The Tank Museum Archive has recently received a donation of a letter from one of the soldiers involved in the fighting that led to the capture of Tiger 131 in Tunisia in April 1943.
Although it doesn’t alter the capture story, it does add another perspective from one of the British tank crew fighting that day.
Trooper William Ratcliffe was a Churchill tank crewman in 48th Battalion, Royal Tank Regiment during the North African campaign. After the German surrender in May 1943 he wrote a long letter to his sister, as “now this campaign is over and all the fighting has finished we are allowed to say the places where we have been and the battles we have been in.”
One of the battles William described was the fighting on the 24th April which led to the capture of Tiger 131. That day, William and his comrades in B Squadron 48th RTR were part of a larger tank force that was ordered to support British infantry as they attacked a position called Point 174.
The tanks were positioned on Point 151, about 500 yards away but with a good view of Point 174. The attack was successful, but soon afterwards the Germans launched a counterattack using infantry, artillery, and tanks.
William and his fellow crewmen fired at the Germans and helped the British infantry on Point 174 hold on. During the battle one British shot hit Tiger 131 under the gun barrel, disabling the turret and forcing the crew to abandon the tank. After the Germans were defeated and forced to retreat, Tiger 131 fell into British hands, almost undamaged.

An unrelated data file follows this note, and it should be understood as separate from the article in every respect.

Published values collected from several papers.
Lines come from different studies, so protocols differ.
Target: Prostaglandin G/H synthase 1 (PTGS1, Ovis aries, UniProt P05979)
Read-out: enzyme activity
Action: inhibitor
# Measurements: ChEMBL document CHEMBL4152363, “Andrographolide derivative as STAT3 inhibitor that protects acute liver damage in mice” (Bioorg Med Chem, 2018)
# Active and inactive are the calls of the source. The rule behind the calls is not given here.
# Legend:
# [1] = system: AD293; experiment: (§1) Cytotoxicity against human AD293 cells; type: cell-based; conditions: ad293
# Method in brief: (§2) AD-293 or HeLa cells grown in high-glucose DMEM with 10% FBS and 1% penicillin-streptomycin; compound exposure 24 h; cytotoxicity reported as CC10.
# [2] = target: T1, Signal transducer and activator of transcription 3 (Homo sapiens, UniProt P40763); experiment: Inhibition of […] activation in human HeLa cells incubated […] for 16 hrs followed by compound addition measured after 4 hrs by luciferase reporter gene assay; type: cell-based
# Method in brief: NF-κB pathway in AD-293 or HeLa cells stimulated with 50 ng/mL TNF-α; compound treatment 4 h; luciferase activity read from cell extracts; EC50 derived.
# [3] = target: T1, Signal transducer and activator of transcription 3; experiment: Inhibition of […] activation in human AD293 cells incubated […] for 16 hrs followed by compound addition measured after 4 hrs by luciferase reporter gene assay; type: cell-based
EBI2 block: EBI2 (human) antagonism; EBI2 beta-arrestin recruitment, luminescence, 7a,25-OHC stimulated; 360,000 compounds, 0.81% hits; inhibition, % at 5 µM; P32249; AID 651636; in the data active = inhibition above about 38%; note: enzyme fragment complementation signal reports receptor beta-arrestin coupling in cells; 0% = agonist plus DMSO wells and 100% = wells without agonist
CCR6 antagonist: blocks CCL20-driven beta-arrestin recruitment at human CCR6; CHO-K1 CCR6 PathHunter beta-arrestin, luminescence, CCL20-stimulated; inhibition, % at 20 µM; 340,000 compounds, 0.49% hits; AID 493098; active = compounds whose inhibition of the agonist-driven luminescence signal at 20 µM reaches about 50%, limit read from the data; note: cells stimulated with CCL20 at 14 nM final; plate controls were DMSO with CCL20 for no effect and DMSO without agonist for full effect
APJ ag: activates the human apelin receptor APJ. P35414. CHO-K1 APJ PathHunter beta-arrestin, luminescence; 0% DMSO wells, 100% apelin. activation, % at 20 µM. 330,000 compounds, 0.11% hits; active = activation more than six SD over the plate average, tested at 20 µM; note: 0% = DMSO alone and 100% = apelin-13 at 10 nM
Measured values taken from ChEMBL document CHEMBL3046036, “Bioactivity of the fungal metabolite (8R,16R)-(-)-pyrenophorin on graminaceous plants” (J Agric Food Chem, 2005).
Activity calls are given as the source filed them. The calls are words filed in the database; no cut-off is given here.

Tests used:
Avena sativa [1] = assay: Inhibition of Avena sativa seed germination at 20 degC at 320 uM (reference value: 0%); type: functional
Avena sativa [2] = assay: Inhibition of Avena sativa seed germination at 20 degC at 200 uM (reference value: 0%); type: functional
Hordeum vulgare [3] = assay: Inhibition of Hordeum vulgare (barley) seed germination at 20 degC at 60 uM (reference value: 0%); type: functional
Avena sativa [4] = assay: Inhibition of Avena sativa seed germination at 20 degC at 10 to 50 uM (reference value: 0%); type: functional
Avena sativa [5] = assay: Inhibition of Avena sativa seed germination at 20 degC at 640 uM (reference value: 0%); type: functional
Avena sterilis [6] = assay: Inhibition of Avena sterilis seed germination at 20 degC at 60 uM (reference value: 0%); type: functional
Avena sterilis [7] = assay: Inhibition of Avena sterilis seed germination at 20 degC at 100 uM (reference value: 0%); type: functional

The following paragraph is what William wrote about the fighting that day.
“We were ordered to move again up near Medjez el Bab but on our way up Jerry had made an advance and before we could go on he had to be pushed back so we were given the job and we went into action at 2:30pm it was a glorious afternoon the sun was shining and the birds were singing and all of a sudden the guns started shells started flying and machine guns started chattering and we gave Jerry all we had got it was a tough job and we were in for 7 hrs we lost a few tanks but they were made OK later though we had a few chaps killed and wounded but the job was done and Jerry was pushed back again.
The relief you feel when it’s all over and you know you are safe is terrific and you all of a sudden feel very tired and when you do at last get to bed you fall off straight away in a dead sleep.”
We will probably never know which Churchill crew fired the shot that disabled Tiger 131, but The Tank Museum is very pleased to be able to preserve and share this first-hand account of the battle from one of the men who was there. Find out more about the capture of Tiger 131 by watching Tiger 131: A Twist in the Tale.